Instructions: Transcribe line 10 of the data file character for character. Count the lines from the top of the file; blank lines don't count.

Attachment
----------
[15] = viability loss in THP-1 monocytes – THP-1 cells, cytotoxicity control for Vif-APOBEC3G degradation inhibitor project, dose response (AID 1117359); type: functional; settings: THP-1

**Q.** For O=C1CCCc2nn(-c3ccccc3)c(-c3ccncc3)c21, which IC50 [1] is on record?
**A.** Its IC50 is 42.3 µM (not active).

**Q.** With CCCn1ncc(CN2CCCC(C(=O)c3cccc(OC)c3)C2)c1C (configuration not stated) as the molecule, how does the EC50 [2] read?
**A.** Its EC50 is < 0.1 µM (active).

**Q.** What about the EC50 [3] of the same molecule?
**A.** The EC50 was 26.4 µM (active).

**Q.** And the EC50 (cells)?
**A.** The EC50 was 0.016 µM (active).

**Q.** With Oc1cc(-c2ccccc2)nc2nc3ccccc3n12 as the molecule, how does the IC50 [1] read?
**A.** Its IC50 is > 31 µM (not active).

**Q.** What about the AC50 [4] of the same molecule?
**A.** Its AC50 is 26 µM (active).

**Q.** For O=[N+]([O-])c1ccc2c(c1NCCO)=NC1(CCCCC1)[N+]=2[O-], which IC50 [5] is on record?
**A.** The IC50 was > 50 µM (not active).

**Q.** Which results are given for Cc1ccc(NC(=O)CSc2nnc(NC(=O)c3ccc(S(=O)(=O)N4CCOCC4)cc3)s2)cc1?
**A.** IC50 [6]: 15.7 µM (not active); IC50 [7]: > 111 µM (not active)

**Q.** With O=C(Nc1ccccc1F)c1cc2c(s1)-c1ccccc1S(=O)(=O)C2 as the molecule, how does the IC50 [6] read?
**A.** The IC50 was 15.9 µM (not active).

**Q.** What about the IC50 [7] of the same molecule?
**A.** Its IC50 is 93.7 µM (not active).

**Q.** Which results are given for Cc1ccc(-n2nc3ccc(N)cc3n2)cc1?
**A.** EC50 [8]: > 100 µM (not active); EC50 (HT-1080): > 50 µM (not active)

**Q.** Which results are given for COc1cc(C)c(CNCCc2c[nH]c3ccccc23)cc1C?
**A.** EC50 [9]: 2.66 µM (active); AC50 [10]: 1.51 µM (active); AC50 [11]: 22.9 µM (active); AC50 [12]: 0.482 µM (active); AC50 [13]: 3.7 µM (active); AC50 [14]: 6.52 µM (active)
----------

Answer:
**Q.** With Oc1cc(-c2ccccc2)nc2nc3ccccc3n12 as the molecule, how does the IC50 [1] read?